The Israeli version debuted last year with singing staples Shlom Shabat, Aviv Geffen, Sarit Hadad and Rami Kleinstein. The first episode was watched by an incredible 1.6 million viewers – almost 25% of the country! The competition was won by Canadian-born immigrant Kathleen Reiter, who is currently recording her first album.
When the second season debuted earlier this month, Kleinstein had been replaced by the duo of Banai, Mashina’s singer, and Shlomi Bracha, the band’s guitarist. Representing the more ‘rocky’ side of the music scene, Banai has brought some edginess to the show, especially his particularly playful repartee with Geffen, once considered the bad boy of Israeli rock.
Maybe that’s why Banai had to prove his outlaw credentials, when one of the contestants – an immigrant from Los Angeles – proved worthy enough for both Banai and Geffen to compete for his favors and choose them as his mentor. Banai, perhaps, wanting to impress the contestant with his English – especially after Geffen had told the tryout how much he loved LA, he understood the music scene there, etc.. – that he blurted out how great the audition was. “Mother f******!” he yelled, in the supreme compliment for someone knocking it out of the park.
No bleep, no gasps, just laughter and cheers from the audience and the other judges.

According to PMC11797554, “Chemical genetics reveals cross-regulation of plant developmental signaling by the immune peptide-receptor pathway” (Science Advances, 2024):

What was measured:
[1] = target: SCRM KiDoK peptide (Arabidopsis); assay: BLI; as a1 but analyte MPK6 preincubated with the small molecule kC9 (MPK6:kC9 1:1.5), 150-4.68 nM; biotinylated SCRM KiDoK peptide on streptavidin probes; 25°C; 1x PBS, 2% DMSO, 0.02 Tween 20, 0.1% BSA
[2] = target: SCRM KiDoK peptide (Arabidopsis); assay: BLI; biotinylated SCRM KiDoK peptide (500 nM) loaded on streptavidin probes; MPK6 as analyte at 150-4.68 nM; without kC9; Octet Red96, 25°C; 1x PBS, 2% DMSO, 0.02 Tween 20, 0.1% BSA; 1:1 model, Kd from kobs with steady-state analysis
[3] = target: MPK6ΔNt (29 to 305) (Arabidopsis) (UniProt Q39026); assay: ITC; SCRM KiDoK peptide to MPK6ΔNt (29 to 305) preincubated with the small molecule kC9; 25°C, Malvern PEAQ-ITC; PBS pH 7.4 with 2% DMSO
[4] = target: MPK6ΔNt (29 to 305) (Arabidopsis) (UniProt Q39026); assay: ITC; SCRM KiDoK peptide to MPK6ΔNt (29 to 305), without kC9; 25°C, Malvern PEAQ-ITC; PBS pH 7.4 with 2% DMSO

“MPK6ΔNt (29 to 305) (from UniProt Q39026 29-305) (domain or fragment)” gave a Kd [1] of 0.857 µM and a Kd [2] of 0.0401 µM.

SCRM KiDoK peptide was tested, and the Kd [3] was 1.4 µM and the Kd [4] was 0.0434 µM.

I laughed too, wondering what would have happened if Steven Tyler had tried that – probably one of his favorite words – to describe one of the contestants on American Idol. It would have been front page news the next day. I kind of prefer our response – we have bigger things to worry about.
Among many other titles, 2012 can definitely be called “The Year of Crowdfunding”. Last year crowdfunding raised $1.2 billion, according to the Crowd Funding Industry Report for 2011 published by crowdsourcing.org, and the number is expected to be double for 2012.
Crowdfunding, (alternately crowd funding, crowd financing, equity crowdfunding, or hyper funding), according to Wikipedia, “describes the collective effort of individuals who network and pool their money, usually via the Internet, to support efforts initiated by other people or organizations.
“Crowd funding is used in support of a wide variety of activities, including disaster relief, citizen journalism, support of artists by fans, political campaigns, startup company funding, movie or free software development, inventions development and scientific research.”
Artistic endeavors are a main beneficiary of the trend. A recent New York Times article reported that Kickstarter.com has raised over $38 million in the last three years for music-related projects. 17 films at this year’s Sundance Film Festival raised funds via Kickstarter, which has also become — according to no less an authority than Publisher’s Weekly — one of the top 5 indie comic book publishers in America… without even being a publisher.
On a local note, a comic book Haggadah project by Israel’s own Dry Bones by Yaakov Kirschen was oversubscribed on Kickstarter to the tune of $20,000-plus.
2012 was also the year that collective micro-financing reached a tipping point and went global with sites sprouting up all over the globe. Could Israel be far behind?